How to Stop Blaming Yourself for your Loved One’s Addictions

blameAddiction is a disease that can destroy the whole family. Every relationship is affected, and the people closest to the addict invariably end up suffering the deepest.

It is a sad but true fact that if you have a relationship with an active addict, it is all-too-easy to get caught up in the consequences of the addict’s behavior.

When you love an addict (or alcoholic), you find yourself continuously reacting to their behavior. Soon, you are focusing entirely on them – what they are doing, where they are going, how much and how often they are using. You futilely attempt to CONTROL their addiction.

And, because the attempt is futile, it drives you crazy.

You end up taking on the blame, the guilt, and the shame that doesn’t belong to you. With that kind of thinking, you, too, become sick. You can become as addicted to the addict/alcoholic as they are to their drug of choice.

Recovery is also for families, and there is an acronym that is well-known by families in recovery. The acronym is known as the “Three C’s”, and they speak to three simple truths that are far-too-often forgotten by family members who are suffering right along with their loved ones who are still using or drinking.

You didn’t CAUSE their addiction.

Addiction is a chronic and progressive DISEASE. It is not the result of stress, abuse, bad parenting, good parenting, divorce, lack of education, too much TV, money problems, or anything else for which you want to take the blame.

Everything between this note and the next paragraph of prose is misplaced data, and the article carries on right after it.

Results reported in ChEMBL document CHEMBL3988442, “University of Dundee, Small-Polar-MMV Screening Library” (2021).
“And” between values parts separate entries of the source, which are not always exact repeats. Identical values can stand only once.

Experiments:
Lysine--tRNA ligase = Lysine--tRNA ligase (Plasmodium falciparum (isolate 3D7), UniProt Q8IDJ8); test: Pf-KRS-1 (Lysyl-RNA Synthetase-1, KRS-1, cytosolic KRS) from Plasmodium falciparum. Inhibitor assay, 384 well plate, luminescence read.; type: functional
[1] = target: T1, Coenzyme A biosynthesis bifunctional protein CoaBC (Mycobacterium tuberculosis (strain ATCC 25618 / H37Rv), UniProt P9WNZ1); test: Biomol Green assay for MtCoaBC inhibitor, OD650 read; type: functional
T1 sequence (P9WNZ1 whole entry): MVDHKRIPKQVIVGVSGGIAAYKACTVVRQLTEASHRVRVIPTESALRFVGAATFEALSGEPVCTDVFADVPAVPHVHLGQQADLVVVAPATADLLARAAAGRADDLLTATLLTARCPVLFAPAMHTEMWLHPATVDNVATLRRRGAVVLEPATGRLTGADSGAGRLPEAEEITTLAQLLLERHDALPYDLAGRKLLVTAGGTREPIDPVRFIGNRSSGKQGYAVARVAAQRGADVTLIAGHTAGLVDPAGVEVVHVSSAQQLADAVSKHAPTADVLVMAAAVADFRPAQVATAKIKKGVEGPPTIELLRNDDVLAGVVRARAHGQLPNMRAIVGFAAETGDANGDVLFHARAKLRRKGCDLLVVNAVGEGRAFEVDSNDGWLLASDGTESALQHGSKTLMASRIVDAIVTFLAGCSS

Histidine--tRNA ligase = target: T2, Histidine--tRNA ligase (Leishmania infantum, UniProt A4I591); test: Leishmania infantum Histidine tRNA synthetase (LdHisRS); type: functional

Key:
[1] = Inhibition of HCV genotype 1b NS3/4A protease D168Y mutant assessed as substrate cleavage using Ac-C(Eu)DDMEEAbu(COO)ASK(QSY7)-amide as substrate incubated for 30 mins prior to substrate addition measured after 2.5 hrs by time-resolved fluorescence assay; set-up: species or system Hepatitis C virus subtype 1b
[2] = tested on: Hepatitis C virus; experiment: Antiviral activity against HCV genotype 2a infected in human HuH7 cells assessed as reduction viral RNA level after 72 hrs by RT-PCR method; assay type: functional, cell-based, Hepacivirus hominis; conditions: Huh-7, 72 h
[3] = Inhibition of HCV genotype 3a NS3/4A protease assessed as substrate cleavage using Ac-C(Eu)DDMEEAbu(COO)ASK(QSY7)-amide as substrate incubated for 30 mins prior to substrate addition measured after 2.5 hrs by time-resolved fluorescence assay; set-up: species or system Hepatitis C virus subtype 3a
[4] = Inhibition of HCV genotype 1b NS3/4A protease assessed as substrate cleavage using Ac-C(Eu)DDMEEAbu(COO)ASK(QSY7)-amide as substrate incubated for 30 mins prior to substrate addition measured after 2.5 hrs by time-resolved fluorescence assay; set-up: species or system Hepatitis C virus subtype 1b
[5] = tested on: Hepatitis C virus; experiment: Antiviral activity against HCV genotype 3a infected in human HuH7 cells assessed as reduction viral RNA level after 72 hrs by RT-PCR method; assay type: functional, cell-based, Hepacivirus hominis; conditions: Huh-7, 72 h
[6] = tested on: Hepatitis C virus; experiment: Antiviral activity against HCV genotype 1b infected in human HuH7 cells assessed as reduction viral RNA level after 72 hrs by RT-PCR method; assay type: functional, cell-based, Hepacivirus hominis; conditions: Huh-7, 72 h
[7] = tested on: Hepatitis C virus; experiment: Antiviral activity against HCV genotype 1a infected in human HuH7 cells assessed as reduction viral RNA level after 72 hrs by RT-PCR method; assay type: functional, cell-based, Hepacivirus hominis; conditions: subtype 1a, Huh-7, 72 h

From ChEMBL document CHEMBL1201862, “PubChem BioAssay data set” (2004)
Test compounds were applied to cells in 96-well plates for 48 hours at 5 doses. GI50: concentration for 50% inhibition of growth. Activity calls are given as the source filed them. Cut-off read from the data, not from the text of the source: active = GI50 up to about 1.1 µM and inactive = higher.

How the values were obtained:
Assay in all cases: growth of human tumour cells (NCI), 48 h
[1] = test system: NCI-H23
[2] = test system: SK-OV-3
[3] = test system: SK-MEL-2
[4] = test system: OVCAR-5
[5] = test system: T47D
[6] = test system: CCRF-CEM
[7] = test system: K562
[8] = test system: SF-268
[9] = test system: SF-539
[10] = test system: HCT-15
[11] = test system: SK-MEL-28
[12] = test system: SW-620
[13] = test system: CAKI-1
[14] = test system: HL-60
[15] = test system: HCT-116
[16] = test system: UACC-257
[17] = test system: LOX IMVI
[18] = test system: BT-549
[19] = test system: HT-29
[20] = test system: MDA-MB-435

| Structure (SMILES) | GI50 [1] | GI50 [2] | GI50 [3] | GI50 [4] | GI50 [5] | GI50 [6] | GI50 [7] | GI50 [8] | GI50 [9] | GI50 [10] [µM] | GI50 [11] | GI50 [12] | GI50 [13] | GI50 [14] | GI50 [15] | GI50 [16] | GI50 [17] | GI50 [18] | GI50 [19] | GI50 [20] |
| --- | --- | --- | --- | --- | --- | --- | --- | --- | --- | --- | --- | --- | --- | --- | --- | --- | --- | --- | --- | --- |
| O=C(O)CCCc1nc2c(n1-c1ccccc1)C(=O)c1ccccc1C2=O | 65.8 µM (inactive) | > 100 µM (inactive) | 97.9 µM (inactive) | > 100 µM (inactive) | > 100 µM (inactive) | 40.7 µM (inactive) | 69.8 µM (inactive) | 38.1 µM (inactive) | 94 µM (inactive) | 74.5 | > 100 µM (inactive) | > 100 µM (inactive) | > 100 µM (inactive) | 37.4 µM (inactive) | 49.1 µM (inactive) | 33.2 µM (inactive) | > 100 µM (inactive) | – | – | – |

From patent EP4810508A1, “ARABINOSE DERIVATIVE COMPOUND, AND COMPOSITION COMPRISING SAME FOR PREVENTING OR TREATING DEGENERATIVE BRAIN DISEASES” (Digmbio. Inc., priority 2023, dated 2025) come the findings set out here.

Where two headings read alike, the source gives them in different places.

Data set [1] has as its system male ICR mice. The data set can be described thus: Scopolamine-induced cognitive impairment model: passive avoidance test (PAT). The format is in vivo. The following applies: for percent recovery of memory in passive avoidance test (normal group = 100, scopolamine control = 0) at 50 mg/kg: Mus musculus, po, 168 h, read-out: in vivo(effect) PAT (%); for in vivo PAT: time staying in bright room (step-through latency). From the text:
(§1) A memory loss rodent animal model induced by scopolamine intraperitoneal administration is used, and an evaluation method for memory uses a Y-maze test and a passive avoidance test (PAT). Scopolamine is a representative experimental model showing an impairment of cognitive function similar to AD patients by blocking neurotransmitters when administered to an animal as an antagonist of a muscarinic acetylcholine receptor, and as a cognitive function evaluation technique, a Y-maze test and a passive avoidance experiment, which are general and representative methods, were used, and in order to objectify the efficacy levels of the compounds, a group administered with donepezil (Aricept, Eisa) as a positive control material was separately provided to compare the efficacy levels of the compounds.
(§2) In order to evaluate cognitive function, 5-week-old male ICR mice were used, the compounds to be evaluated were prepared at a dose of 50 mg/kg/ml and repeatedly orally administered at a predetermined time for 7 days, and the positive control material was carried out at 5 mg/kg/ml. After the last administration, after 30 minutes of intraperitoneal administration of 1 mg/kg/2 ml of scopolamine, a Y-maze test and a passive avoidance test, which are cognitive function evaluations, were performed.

Nothing you did or didn’t do gave your loved one a drug or drinking problem.

Say it, now, out loud— “Addiction is a disease. It’s NOT MY FAULT.”
Just realizing this allows you to forgive yourself for your imagined fault.

You can’t CONTROL their addiction.

Often, people who love addicts and alcoholics become “fixers” and caretakers whose role in life has been reduced to cleaning up the messes that the other person has left behind. As a fixer, you are the one who makes the excuses when the person using misses work or family obligations. You’re the one who makes the phone calls to get extensions on the bills when money is used to buy drugs or alcohol. You’re the one who feeds them, pays their rent, buys their food, and all the other countless things that you do to hide their drinking or drug problem from the world and protect them from the consequences of their actions.The problem is this – for the most part, you been successful at doing just that.

Because you have kept them out of jail and alive, you feel that you have some measure of control, and if you just try a little harder by doing this or trying that, you will be able to defeat their addiction as well.The truth is, you have tried it all. You have hidden their bottles, flushed their drugs down the toilet, followed them around, went through their phone, and went looking for them in the middle of the night. You’ve probably even tried to “manage” their usage or drinking, bargaining with them to portion out their dosages, pleading with them to only drink on the weekends, allowing them to smoke marijuana because it is at least better than mess, etc., etc., etc.